Differentiation takes place about 9-12 months after registration for full time students and about 18-30 months for part time students: You are normally asked to submit work to a panel of up two academics and this is followed up with a formal meeting with the ‘Differentiation Panel’. The Panel then make a judgement about your capacity to continue with your study. Sometimes students are advised to revise their research objectives or to consider submitting their work for an MPhil qualification rather than a doctoral qualification.
To complete with a doctoral qualification you will be required to submit a thesis of approx 80,000 words and you will be required to attend a viva voce [oral examination] with an external and internal examiner to defend your thesis.
A PhD programme runs for 3-4 years full-time or 6-8 years part-time. Students can apply for a writing up year should it be required.
The research degree is open to both full and part time candidates. The PhD is often a useful preparation for a career within academia or consultancy.
Full time students are often attracted to research degree programmes because they offer an opportunity to pursue in some depth an area of academic interest.
The part time research degree is an exciting option for professionals or those unable to commit to full time study seeking to extend their knowledge on an issue of professional interest. Often part time candidates choose to research an area that is related to their professional interests..
If you meet the Entry Requirements, the next step is to check whether we can supervise research in your chosen area. We only take PhD students to whom we can offer expert research supervision from one of our academic staff. Therefore, your research question needs to engage with the research interests of one of our staff.
Select ONE potential supervisor from our list of Academic Staff (http://www.qub.ac.uk/schools/ssesw/Connect/OurPeople/AcademicStaff/) and send them an email containing:
a brief CV (1-2 pages maximum)
a concise statement that you are interested in studying for a PhD, stating when you would start, and how you would plan to fund the research
a brief statement of the research question or interest, and how you think the question could be investigated
Our academic staff are very happy to receive approaches like this, in order that they can liaise with you to develop a research proposal of mutual interest. The potential supervisor should get back to you within a couple of weeks. They may invite you to meet with them or they may invite you to apply formally.
If you have difficulty identifying or contacting an appropriate supervisor, please contact Dr Caitlin Donnelly (email: Caitlin.firstname.lastname@example.org) who will be happy to help.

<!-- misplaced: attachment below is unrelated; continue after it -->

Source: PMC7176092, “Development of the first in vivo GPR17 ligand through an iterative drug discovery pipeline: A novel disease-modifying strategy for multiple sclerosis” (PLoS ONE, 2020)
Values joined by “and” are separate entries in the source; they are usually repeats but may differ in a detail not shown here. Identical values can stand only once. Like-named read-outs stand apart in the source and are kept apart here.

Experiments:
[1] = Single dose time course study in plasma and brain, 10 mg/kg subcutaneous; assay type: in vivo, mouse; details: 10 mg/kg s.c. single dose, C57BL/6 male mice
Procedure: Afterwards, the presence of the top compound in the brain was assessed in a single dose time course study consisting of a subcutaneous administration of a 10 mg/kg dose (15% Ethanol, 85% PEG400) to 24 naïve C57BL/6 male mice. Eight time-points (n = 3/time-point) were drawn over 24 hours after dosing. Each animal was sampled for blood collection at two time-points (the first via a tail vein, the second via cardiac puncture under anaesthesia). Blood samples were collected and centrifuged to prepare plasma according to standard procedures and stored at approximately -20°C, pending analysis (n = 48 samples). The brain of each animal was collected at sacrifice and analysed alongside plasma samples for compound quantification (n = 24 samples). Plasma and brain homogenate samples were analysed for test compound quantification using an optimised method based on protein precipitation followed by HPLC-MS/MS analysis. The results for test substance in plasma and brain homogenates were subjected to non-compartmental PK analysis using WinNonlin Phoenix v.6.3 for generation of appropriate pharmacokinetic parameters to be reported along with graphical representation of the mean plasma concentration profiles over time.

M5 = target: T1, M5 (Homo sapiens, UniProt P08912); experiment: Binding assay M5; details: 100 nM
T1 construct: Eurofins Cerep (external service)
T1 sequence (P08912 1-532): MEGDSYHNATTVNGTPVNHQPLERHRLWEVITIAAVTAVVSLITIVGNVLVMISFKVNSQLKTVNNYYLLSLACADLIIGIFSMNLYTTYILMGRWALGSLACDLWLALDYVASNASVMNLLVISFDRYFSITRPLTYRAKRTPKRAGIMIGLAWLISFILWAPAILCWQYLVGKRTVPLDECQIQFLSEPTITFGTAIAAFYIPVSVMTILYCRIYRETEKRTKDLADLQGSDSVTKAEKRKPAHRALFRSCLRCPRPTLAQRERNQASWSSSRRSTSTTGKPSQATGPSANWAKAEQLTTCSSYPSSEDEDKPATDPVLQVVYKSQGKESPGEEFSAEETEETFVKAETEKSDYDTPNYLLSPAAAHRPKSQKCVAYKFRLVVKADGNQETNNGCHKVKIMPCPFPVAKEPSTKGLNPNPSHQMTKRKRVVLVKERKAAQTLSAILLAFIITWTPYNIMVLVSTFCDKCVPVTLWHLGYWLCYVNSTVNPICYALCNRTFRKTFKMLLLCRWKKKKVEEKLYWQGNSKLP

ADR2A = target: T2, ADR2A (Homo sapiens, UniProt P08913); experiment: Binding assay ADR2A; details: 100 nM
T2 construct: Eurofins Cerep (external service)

For part-time study – the closing date for this option is 31st August each year.
For full-time study (self-funding) – for those full time candidates who do not wish to compete for a studentship or who are not eligible to compete for a studentship the closing date is 31st August each year.
For full-time study and application for an studentship/award - awards are only available to full time students. Candidates wishing to apply for scholarships available within the School must apply for full-time study at the same time. Discover our current studentships and closing dates on the School's Scholarships web page: http://www.qub.ac.uk/schools/ssesw/Study/Scholarships
Assessment processes for the Research Degree differ from taught degrees. Students will be expected to present drafts of their work at regular intervals to their supervisor who will provide written and oral feedback.
A formal assessment process takes place annually. This Annual Progress Review requires students to present their work in writing and orally to a panel of academics from within the School. Successful completion of this process will allow students to register for the next academic year.
The final assessment of the doctoral degree is both oral and written. Students will submit their thesis to an internal and external examining team who will review the written thesis before inviting the student to orally defend their work at a Viva Voce.
Supervisors will offer feedback on draft work at regular intervals throughout the period of registration on the degree.
Full time PhD students will have access to a shared office space and access to a desk with personal computer and internet access.